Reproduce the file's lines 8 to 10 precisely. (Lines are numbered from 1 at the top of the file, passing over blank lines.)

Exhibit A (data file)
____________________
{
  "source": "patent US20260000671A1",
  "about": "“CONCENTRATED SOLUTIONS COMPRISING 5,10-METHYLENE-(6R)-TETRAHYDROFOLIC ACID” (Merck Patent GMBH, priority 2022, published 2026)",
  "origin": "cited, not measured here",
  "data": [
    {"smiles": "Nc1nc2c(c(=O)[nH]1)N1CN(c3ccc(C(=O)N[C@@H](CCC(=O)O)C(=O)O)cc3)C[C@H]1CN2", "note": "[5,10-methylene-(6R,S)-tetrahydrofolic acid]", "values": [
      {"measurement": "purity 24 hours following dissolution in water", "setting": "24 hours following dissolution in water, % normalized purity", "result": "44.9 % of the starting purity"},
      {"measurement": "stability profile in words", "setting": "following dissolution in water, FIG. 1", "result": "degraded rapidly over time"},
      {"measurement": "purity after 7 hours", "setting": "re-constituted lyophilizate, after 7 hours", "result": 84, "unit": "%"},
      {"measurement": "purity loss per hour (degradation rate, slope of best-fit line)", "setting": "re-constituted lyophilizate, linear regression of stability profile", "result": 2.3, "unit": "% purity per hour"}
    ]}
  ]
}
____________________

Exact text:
      {"measurement": "stability profile in words", "setting": "following dissolution in water, FIG. 1", "result": "degraded rapidly over time"},
      {"measurement": "purity after 7 hours", "setting": "re-constituted lyophilizate, after 7 hours", "result": 84, "unit": "%"},
      {"measurement": "purity loss per hour (degradation rate, slope of best-fit line)", "setting": "re-constituted lyophilizate, linear regression of stability profile", "result": 2.3, "unit": "% purity per hour"}